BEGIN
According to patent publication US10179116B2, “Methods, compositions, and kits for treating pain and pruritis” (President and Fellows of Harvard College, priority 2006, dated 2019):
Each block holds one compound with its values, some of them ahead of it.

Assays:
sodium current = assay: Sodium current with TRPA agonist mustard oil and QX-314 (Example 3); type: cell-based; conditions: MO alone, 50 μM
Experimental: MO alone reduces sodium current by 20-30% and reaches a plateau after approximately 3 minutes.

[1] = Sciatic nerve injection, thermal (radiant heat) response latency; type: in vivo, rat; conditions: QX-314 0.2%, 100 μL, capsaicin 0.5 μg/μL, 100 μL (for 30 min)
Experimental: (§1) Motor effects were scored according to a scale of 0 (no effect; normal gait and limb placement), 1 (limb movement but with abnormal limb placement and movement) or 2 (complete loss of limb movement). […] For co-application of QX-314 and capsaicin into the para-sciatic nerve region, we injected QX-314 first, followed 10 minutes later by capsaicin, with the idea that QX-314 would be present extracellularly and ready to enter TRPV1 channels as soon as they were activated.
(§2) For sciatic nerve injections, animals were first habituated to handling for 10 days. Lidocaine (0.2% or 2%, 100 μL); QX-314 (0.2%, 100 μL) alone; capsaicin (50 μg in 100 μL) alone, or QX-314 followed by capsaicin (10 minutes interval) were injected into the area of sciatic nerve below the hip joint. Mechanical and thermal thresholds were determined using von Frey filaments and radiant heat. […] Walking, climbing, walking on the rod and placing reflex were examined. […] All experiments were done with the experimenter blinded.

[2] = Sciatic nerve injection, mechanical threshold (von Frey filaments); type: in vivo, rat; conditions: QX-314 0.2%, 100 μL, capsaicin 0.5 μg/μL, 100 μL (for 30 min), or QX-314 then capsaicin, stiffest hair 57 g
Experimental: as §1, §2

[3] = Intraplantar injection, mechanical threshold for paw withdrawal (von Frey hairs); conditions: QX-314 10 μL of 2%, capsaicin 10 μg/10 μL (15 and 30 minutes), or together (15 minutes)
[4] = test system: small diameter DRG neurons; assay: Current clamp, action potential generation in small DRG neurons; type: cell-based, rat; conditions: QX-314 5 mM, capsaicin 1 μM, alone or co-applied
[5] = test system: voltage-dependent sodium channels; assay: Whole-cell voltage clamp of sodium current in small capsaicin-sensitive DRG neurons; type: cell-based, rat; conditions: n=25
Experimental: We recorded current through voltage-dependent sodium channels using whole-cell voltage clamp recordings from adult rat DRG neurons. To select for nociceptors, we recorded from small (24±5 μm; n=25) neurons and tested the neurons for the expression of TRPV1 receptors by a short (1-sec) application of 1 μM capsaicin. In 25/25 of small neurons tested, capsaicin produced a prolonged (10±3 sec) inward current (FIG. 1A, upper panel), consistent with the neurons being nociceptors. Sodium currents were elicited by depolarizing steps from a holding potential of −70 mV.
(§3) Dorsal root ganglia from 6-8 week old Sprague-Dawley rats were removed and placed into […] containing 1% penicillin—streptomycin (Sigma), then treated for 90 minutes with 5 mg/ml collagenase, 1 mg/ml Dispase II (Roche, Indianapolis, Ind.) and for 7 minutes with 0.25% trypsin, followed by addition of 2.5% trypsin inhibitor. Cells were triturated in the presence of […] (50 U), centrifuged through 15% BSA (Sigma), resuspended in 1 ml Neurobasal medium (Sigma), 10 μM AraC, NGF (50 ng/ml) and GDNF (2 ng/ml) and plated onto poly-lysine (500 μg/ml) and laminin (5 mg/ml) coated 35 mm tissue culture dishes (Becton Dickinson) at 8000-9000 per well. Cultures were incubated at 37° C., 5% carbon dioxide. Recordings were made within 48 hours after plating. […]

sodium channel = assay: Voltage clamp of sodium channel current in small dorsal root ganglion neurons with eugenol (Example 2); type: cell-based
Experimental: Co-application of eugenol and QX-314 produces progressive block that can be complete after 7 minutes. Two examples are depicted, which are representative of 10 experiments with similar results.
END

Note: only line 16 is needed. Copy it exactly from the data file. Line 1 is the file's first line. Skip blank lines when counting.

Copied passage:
sodium channel = assay: Voltage clamp of sodium channel current in small dorsal root ganglion neurons with eugenol (Example 2); type: cell-based